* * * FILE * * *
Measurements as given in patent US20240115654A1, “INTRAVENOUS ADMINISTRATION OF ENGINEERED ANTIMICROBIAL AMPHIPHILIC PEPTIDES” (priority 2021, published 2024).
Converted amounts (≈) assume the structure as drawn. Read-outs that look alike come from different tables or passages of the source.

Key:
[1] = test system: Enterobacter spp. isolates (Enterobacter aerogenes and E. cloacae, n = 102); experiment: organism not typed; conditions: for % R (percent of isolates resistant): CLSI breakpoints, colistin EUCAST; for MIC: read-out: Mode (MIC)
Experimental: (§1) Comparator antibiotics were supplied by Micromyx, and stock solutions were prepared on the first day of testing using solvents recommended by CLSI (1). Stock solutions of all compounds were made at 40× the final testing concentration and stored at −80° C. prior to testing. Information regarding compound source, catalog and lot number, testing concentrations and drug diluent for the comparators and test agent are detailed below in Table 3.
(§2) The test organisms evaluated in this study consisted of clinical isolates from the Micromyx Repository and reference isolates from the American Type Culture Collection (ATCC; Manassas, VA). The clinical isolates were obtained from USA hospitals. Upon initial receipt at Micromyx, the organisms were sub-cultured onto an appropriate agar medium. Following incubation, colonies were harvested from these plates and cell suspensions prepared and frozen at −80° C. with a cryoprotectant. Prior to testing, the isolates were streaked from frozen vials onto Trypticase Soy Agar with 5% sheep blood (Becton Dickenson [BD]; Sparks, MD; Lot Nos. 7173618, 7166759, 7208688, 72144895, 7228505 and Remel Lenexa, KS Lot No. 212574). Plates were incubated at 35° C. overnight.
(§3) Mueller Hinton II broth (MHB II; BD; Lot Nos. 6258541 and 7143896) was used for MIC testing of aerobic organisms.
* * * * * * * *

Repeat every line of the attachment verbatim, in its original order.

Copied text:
Measurements as given in patent US20240115654A1, “INTRAVENOUS ADMINISTRATION OF ENGINEERED ANTIMICROBIAL AMPHIPHILIC PEPTIDES” (priority 2021, published 2024).
Converted amounts (≈) assume the structure as drawn. Read-outs that look alike come from different tables or passages of the source.

Key:
[1] = test system: Enterobacter spp. isolates (Enterobacter aerogenes and E. cloacae, n = 102); experiment: organism not typed; conditions: for % R (percent of isolates resistant): CLSI breakpoints, colistin EUCAST; for MIC: read-out: Mode (MIC)
Experimental: (§1) Comparator antibiotics were supplied by Micromyx, and stock solutions were prepared on the first day of testing using solvents recommended by CLSI (1). Stock solutions of all compounds were made at 40× the final testing concentration and stored at −80° C. prior to testing. Information regarding compound source, catalog and lot number, testing concentrations and drug diluent for the comparators and test agent are detailed below in Table 3.
(§2) The test organisms evaluated in this study consisted of clinical isolates from the Micromyx Repository and reference isolates from the American Type Culture Collection (ATCC; Manassas, VA). The clinical isolates were obtained from USA hospitals. Upon initial receipt at Micromyx, the organisms were sub-cultured onto an appropriate agar medium. Following incubation, colonies were harvested from these plates and cell suspensions prepared and frozen at −80° C. with a cryoprotectant. Prior to testing, the isolates were streaked from frozen vials onto Trypticase Soy Agar with 5% sheep blood (Becton Dickenson [BD]; Sparks, MD; Lot Nos. 7173618, 7166759, 7208688, 72144895, 7228505 and Remel Lenexa, KS Lot No. 212574). Plates were incubated at 35° C. overnight.
(§3) Mueller Hinton II broth (MHB II; BD; Lot Nos. 6258541 and 7143896) was used for MIC testing of aerobic organisms.